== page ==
To wrap up, for the same reasons we lose the ability to make and maintain things, we lose the capacity to ‘produce’ and maintain spaces around us that benefit as many people as possible in just and equal ways. Relationality – the set of trajectories that determine spaces, holds them together and thereby creates their ‘identity’ – is ever more interrupted and cut apart, scattering people and forming detached and isolated urban enclaves. A neoliberal attitude, hence, not only detaches us from the goods we produce (if we produce anything meaningful at all), but also prevents progress, generated through relationality in our living-together. That these individualisation-processes are happening is neither new nor a coincident. Having people separated and lulled with cars, TV-sets and refrigerators is a well known post-war phenomenon in the United States, for example. While there are also race-issues connected to this, with black or hispanic ethnicities being left in the urban centres, dispersed populations are easy to control and unlikely to become politically active. Attached processes mean a vanishing of spaces we desperately need to keep up social ties, to express ourselves politically and ultimately the doom of the urban (Lefebvre 1991, 1996, 2003) as such. Hence, while there is a discourse seeing a spread of urban phenomenons all over the place into formally considered rural areas, I tend to see the urban as a desired social condition severely compromised. An SUV-ride from one´s condominium to an office block, the gym, the next mall and back does not create the urban, but destroys it.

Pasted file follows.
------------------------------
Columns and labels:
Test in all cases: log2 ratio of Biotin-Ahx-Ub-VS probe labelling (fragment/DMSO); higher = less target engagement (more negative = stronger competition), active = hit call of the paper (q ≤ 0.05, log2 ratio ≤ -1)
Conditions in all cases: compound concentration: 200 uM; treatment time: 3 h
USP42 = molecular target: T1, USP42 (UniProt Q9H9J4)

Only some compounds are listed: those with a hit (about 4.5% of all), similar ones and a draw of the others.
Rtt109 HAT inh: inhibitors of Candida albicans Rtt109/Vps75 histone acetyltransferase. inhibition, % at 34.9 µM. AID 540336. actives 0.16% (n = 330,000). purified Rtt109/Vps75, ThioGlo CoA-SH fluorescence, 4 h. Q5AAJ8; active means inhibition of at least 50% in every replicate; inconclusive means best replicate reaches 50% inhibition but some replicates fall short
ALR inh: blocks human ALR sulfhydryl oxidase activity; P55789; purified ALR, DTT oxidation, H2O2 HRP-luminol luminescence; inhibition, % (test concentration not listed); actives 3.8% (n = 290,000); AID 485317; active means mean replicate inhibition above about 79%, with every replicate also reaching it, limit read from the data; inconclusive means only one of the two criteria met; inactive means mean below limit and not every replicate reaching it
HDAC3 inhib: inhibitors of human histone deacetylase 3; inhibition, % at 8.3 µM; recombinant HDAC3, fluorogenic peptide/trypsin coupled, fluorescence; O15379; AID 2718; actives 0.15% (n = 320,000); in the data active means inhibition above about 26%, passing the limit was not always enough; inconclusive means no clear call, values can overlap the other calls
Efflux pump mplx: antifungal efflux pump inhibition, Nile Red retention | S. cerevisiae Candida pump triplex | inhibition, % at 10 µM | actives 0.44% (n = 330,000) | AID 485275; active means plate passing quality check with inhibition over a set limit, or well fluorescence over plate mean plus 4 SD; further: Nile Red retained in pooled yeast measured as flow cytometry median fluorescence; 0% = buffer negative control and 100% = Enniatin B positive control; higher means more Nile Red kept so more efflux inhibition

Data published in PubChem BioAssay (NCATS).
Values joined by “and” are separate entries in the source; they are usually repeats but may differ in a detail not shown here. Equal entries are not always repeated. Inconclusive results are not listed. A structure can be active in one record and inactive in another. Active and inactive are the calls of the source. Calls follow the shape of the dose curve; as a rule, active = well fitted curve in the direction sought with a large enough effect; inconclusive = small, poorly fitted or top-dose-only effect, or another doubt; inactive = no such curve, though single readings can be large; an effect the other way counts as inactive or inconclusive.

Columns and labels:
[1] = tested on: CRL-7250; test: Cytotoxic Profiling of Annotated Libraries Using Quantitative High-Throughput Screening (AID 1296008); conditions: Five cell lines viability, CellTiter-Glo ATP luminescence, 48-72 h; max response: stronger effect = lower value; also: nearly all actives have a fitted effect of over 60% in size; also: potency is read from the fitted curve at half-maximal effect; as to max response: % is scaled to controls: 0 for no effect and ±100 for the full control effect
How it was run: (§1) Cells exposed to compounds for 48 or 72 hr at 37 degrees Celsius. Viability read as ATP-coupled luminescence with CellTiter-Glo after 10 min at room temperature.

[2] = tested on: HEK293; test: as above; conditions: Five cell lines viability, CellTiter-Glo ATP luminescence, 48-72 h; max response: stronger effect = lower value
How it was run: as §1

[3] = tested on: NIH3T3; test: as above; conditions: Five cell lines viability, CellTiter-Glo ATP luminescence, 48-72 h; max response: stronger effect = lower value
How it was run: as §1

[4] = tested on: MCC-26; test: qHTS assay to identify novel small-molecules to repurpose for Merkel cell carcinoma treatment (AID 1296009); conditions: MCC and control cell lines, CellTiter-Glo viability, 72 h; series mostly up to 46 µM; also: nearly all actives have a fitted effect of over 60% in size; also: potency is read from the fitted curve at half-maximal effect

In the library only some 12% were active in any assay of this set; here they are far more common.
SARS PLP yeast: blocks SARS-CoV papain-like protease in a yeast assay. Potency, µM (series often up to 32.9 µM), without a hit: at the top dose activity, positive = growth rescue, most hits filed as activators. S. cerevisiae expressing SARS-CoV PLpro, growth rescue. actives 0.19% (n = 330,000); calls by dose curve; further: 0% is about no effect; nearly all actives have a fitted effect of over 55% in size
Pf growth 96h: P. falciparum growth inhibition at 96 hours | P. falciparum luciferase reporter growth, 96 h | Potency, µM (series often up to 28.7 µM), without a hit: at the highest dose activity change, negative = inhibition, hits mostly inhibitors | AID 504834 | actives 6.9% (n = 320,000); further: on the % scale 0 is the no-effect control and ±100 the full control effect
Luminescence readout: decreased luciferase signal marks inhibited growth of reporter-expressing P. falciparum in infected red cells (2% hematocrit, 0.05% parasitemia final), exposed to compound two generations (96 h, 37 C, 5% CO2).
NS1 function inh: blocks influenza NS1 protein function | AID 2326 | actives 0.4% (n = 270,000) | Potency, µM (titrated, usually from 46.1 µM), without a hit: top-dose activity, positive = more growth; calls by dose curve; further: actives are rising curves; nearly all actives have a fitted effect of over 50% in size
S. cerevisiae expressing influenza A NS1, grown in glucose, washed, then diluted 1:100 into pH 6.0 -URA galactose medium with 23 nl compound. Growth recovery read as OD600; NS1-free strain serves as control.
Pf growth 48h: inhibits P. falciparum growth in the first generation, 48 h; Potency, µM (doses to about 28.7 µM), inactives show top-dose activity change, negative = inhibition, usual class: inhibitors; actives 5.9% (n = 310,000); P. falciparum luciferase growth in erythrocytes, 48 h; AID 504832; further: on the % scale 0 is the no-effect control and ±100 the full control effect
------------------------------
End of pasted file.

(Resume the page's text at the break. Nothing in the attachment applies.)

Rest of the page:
Being delayed on an flight for three hours is certainly not a big deal and complaining about first world problems. But what I see as fundamental is the structural shift behind it. While busy with making money in Tokyo, New York, London, or online, we lose essential skills and knowledge at the expense of deteriorating spaces around us.